Adding kettle bells adds a little intensity and targets some arm muscles in the process. If you are not familiar with lunges or have never done them, the regular version may help you get a hang of the movement pattern.
Another physical quality that traditional weight training can’t develop optimally, is coordination between limbs. This is where the lunge pass-through can come into play, to help you develop not only strength and coordination, but also core stability.
Note: If you are uncertain of this exercise, make sure to have a personal trainer watch over your form. Besides improving strength and conditioning in the lower body (quadriceps, glutes, hamstrings), the goblet kettle bell lunge can help you develop static elbow flexion lockout strength, as you are holding the dumbbell in front of the chest with both arms.
Here are our TOP 3 picks for kettle bell and body weight exercises, as well as lunge variations to combine in a workout: After a good full body warm up, the workout can start with kettle bell swings.
Including side lunges into your workouts allows you to develop more hip, knee and ankle mobility, while also activating different zones of the leg muscles. Whether you are working with barbells, dumbbells and machines or just kettle bells, we ALWAYS recommend finishing the workout with some form of body weight jumps.
Provide greater hip mobility: Increases range of motion (ROM) that improves your functional everyday movements Improves balance and coordination: Lunges are a unilateral exercise where the single-leg movement pattern requires stabilization from your core and back Can aid in weight loss: Kettle bell lunges strengthen large lower body muscles that can reduce body fat. If you are having a hard time doing some kettlebelllunges outlined in this article, it would be best to just do body weight lunges as your goal with lunges should be on strengthening your lower body in a dynamic way which helps to mobilize stiff hips and improve your balance.
Alright, you can combine different kettle bell lunge variations and exercises, but should you throw in barbells and dumbbells as well? If you are primarily training for a discipline that requires explosiveness, such as sprinting, kettle bells might turn out to be your best friend.
Especially if you are a beginner, odds are you are still learning the proper execution of basic, compound movements. If however, you just want to diversify, get more dynamic, work on stability and break loose from the chains of the fatiguing heavy weights, then kettle bells are your best option.
The lunge is one of the best exercises to target the quads, hamstrings and glutes, while also engaging the lower back and the rest of the core to stabilize the torso. Even if you are mostly engaged in strength training with barbells and dumbbells, including dynamic kettle bell exercises can be good for breaking up stiffness and developing more mobility.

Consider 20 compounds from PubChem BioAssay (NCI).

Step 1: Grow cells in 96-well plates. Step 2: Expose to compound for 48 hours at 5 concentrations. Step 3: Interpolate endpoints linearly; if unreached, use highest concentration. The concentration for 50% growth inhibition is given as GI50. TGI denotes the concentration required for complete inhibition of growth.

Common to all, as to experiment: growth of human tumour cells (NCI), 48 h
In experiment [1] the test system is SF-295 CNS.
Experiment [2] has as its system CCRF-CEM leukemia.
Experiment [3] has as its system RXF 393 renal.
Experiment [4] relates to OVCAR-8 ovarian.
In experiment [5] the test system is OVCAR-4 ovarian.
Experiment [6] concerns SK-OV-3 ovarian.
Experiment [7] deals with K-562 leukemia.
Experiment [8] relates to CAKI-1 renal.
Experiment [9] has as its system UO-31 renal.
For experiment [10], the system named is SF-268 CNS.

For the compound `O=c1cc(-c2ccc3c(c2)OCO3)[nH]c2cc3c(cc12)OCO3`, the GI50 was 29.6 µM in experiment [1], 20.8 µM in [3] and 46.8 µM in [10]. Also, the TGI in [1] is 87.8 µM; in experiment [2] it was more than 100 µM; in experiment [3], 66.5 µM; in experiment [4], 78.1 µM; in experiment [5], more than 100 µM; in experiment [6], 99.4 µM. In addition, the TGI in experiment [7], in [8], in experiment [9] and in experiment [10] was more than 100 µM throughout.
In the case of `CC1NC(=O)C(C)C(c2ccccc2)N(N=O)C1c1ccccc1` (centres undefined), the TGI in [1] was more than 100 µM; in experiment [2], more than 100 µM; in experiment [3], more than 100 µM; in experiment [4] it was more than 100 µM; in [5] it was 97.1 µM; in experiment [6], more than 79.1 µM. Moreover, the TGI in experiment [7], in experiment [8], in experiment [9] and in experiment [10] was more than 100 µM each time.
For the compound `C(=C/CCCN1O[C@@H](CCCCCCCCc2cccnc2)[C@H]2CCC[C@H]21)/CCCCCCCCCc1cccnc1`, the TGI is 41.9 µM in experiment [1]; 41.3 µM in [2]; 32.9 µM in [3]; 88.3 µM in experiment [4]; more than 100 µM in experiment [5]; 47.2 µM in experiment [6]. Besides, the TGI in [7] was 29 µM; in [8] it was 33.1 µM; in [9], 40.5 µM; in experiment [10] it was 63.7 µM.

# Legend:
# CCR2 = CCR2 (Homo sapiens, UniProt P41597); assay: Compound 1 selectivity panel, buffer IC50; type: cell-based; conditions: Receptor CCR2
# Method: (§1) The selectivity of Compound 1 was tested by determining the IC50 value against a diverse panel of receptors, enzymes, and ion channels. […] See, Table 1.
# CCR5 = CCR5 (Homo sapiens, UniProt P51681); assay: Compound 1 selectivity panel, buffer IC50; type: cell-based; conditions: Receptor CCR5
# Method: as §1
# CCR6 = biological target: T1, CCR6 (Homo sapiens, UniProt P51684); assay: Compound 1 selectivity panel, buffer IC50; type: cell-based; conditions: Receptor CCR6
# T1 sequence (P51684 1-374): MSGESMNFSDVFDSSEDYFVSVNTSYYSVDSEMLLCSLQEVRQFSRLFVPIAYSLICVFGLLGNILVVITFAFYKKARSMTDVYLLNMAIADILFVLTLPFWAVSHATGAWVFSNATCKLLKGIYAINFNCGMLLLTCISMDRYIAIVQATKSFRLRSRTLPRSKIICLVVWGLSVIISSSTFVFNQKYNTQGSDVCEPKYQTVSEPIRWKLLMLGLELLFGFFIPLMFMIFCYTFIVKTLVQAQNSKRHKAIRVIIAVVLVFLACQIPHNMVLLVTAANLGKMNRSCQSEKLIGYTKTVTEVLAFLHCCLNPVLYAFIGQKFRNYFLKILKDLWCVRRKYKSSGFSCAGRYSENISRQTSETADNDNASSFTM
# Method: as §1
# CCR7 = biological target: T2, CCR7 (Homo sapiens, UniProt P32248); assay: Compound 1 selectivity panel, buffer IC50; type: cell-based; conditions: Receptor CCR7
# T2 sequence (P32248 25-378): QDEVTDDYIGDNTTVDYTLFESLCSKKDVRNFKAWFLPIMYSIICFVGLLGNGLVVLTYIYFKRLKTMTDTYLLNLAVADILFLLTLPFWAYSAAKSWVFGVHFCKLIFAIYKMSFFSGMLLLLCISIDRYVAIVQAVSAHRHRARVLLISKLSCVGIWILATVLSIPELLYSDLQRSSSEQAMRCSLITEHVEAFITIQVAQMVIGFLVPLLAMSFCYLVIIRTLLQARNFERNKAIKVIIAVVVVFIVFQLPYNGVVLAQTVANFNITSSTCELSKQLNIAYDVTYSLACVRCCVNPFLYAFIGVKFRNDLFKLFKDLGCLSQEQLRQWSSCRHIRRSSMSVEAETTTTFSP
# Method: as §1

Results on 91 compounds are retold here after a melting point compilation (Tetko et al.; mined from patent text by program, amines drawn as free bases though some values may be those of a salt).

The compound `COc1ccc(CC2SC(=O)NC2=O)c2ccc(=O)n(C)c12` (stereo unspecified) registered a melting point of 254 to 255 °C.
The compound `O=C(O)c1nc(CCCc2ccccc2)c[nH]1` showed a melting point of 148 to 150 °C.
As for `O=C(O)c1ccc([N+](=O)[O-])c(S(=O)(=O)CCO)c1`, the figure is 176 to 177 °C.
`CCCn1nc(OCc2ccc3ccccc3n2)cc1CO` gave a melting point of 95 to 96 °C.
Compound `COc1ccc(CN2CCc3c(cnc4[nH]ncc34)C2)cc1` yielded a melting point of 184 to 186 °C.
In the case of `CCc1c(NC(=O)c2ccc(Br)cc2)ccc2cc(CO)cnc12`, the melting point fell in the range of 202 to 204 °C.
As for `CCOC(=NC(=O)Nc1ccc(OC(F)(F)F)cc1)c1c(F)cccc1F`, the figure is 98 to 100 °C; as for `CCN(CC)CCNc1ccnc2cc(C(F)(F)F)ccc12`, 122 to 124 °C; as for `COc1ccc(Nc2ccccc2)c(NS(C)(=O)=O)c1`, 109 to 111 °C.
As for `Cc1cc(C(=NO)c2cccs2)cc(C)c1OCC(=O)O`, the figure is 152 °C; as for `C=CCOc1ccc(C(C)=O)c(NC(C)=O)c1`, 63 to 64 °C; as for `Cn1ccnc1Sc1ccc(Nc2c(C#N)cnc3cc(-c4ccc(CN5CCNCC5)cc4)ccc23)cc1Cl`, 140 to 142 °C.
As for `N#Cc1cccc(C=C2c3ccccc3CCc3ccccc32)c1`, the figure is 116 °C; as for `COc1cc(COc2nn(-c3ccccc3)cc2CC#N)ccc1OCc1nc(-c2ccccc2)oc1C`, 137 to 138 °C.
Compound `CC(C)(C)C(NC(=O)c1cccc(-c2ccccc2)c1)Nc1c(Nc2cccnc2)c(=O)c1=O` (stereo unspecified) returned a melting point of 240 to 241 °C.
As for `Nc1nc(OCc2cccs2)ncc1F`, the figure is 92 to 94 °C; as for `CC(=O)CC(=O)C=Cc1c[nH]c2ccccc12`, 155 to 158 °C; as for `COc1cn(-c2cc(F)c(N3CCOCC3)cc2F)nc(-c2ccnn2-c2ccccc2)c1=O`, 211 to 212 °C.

Ultimately, you should be looking to include as many free weight exercises as possible, simply because all of them have a certain benefit, that can improve your muscular performance and looks. Or perhaps you’ve learned how important kettlebelllunges are for lower body mobility and posture.
KettlebellLunges are an extremely powerful exercise for developing strong legs and buttocks (glutes). The kettle bell lunge is also a great exercise to improve single leg strength as well as developing mobility in the hips which is excellent for sports and general movement skills.
Plus, get ready for a huge cardio workout too when you start using the KB lunge. A poor lunge technique will only be magnified when adding extra load and will result in faulty movement patterns that are harder to rectify at a later date.
Regardless of whether you use a kettle bell, dumbbell, barbell, power bag or other type of weighted object, lunges are a very important exercise for building strength and mobility. The muscles used may vary slightly depending on the lunge variation but ultimately the buttocks, hamstrings, quads, adductors and calves are usually activated.
The bob and weave is a side lunge variation that is less taxing on the legs and glutes but a little more cardiovascular because the movement can be performed quicker. Just like the Cossack lunge variation the depth of the movement should be increased slowly as the muscles warm up.
When you feel ready you can add a press to the standard lunge variation to create a full body movement as well as increase the cardiovascular output. The static variation is excellent because it focuses the movement into a simple up and down and anchors the feet in position, this enables more repetitions in less time increasing the cardio.